Featured Poem: A Friend’s Gift

 

Grady Sue Loftin Saxon
Alabama Birmingham Branch

 

I looked up just as she slipped through the open doorway
of the hospital waiting room that was filled with my friends.
They had come to surround me with their loving care
while my husband was having open heart surgery.
 

She moved closer and then gently handed me
a single red rose in a narrow-necked vase.
“This is for you,” she whispered, “I brought it to brighten
your little corner of the waiting room space.”
 

At the time, I wasn’t very thankful for my friends’ gift.
I even worried about what to do with it during each day
when I left the room to be with my husband in intensive care.
Where would I stash a single rose in water in a narrow-necked vase?
 

Oh, I was polite and I thanked her for her thoughtfulness
but I kept my true thoughts entirely to myself
while I wondered what I was going do with that rose all day
when I had enough to worry about and I didn’t need anything else!
 

But then each time I left the room and returned to my quiet corner,
I’d settle down in my little bit of lonely space,
I would realize she had brought the perfect gift to ease those very long days,
days that were brightened by that single rose in a narrow-necked vase.

 

 

Featured Poem: Naked Bruises

Kim Beardsley-Garrison
Palm Springs  Branch

The naked eye chooses to believe
What the mind chooses to ignore.
Pretend smiles and positive words
Proclaim a happy mood,
But not all bruises can be seen.
Healing a broken heart often is
A solitary dream.

Featured Poem: Sea Oats

 

Fern Overvold
Atlanta Branch

 

Tall and slender
the sea oats
bow to one another
without breaking.
Something in their sandy
shoes allows them to
tilt from their toes,
lean West with the wind
at sunrise, and stand
straight again at vespers.

 

Like graceful old ladies
with a crown of seeds
dry at summer’s end,
they drop each kernel
for tomorrow’s purpose—
binding the sand
holding the dunes
saving the shore.

   

Your Poems Wanted!

By Karen McAferty Morris, Poetry Editor

I’ve been poetry editor since November 2018, and I love to open my email and see poetry submissions. If you’ve been thinking of submitting something for an upcoming issue or online publication, polish it up and send it along to me. 

Karen McAferty Morris

As you know, only a few poems are accepted for the Pen Woman magazine (generally four to five) due to space constraints (maximum line length is 36). The online publication also has a wide audience, and it is an honor for a poem to be accepted for publication here, too — with no maximum line length.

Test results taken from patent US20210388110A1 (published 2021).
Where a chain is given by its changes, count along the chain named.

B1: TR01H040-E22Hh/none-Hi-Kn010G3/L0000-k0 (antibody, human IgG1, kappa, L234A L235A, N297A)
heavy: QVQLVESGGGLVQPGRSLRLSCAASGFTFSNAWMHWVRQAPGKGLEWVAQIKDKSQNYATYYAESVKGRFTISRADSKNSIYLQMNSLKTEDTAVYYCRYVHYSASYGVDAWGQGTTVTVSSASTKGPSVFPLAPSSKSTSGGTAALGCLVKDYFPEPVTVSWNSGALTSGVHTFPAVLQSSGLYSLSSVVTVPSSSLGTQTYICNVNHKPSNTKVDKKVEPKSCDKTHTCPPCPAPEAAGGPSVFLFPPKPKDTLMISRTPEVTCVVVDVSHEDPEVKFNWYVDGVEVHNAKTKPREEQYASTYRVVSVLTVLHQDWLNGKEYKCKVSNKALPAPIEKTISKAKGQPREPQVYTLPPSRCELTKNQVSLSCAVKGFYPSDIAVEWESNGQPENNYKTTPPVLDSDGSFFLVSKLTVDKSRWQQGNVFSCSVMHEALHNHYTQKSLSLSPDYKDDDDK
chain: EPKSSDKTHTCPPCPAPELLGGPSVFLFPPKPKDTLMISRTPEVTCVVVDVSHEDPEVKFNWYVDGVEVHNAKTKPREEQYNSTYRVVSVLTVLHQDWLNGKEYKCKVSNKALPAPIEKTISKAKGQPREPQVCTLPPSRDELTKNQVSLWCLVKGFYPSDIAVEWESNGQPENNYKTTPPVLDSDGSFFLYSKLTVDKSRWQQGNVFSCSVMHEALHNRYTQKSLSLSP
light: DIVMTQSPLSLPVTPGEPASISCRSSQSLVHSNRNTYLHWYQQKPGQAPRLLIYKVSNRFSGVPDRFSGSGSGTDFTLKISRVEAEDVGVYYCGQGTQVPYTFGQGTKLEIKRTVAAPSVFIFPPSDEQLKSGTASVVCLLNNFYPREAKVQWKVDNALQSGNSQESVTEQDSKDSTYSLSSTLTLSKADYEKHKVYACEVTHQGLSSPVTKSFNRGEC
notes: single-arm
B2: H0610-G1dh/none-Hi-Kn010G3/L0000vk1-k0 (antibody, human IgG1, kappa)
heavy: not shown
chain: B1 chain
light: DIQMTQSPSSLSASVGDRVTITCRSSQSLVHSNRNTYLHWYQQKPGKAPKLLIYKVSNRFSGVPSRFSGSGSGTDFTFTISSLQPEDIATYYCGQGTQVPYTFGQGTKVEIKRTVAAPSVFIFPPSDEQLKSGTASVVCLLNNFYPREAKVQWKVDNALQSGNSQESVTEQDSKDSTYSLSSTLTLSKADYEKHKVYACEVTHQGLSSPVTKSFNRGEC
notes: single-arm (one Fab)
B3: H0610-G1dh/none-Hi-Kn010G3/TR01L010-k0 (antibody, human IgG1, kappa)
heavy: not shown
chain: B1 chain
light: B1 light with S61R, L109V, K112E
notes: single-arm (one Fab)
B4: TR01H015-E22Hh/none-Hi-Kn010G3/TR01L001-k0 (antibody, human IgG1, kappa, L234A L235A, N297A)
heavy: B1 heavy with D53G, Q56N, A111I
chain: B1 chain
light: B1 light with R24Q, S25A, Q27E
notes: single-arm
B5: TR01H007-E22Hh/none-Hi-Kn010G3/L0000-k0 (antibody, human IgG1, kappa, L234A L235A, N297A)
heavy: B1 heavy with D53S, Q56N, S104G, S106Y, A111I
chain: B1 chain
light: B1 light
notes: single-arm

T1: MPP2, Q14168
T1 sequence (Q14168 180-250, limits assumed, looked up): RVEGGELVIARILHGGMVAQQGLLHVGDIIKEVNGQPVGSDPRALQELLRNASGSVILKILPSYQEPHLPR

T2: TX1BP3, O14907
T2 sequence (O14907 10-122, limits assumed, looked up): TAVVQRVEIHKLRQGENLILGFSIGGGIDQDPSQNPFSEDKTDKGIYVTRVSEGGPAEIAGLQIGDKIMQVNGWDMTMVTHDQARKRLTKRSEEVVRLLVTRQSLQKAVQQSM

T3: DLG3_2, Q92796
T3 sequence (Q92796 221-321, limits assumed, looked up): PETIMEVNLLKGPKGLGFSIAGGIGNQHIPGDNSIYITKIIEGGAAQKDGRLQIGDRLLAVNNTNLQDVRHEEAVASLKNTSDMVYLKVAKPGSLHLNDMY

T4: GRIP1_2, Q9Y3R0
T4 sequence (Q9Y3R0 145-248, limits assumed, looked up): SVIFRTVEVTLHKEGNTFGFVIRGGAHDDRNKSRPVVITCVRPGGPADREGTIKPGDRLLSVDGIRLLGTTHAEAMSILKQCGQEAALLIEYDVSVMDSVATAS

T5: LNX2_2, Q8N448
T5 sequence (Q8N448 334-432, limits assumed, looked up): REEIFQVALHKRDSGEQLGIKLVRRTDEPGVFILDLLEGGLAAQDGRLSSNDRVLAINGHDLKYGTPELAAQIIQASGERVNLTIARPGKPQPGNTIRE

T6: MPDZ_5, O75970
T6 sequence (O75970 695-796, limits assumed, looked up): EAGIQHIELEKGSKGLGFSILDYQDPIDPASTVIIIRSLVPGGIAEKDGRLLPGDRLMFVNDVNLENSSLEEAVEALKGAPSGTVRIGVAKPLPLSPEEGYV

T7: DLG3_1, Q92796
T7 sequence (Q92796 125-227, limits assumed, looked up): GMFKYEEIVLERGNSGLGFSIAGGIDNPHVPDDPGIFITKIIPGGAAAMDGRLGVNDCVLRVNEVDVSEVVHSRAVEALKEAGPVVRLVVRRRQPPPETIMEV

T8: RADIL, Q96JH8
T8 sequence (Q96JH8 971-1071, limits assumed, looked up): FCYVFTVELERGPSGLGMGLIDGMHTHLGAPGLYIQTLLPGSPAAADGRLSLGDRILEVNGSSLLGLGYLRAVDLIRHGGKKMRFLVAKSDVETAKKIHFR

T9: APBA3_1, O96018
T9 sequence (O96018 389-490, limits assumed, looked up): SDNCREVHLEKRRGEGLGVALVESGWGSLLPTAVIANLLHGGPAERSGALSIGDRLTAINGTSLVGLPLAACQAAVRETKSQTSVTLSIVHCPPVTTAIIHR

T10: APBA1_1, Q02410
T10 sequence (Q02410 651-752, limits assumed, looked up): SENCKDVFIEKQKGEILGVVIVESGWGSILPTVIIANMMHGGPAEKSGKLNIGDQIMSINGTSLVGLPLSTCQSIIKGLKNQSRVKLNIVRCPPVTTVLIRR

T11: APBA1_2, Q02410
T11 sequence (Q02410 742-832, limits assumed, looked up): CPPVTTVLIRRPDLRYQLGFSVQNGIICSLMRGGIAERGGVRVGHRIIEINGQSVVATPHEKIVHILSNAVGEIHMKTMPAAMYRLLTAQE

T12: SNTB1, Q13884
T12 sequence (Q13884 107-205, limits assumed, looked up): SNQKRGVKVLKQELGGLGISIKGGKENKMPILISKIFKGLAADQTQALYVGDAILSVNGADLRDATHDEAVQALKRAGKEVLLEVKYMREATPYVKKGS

Writing poetry takes effort. Reading and selecting creative work require effort, too, and I will consider each submission carefully.

Some things I look for include:

  • An intriguing title
  • A strong beginning
  • Effective and purposeful line breaks
  • Fresh imagery
  • Polished style (including spelling, grammar, and concise expression)
  • An ending that may surprise or provoke
  • An overall sense of something extraordinary in craft, mood, or enlightenment. 

I appreciate a poet’s effort and dedication, and I look forward to reading your work.

Here’s a little bit about me: I’m a member of the Pensacola Branch of Pen Women, where I serve as secretary and poet laureate. I am the letters competition chair for the 2019 Florida State conference.

My chapbook “Elemental” was awarded second place in last year’s Vinnie Ream Letters competition, and as I say in its preface, I am inspired by nature, by the plight of vulnerable people, and by the emotions that result from loving others.

The deadline for the Spring 2019 magazine is Feb. 15 but if you miss it, don’t hesitate to send me your work now for a future edition. Send your submission in the body of the email or as an attachment, and please include your branch name.

Finally, please visit the NLAPW.org website often, look at the featured poems, and leave comments — all poets like to feel they’re being heard. Or subscribe to receive notice when new entries are posted.

Featured Poem: Skin

Lois Batchelor Howard
Palm Springs Branch, California

 

I just read that the African spiny mouse
has the thinnest skin in the world.
That’s interesting.
I thought I did.
And this mouse can regenerate
missing body parts, much like the snake.
The snake can change its skin
several times a year…and why am I
suddenly interested in these creatures?
Well, because I am looking at my arms.
The skin here is a battlefield of ridges or,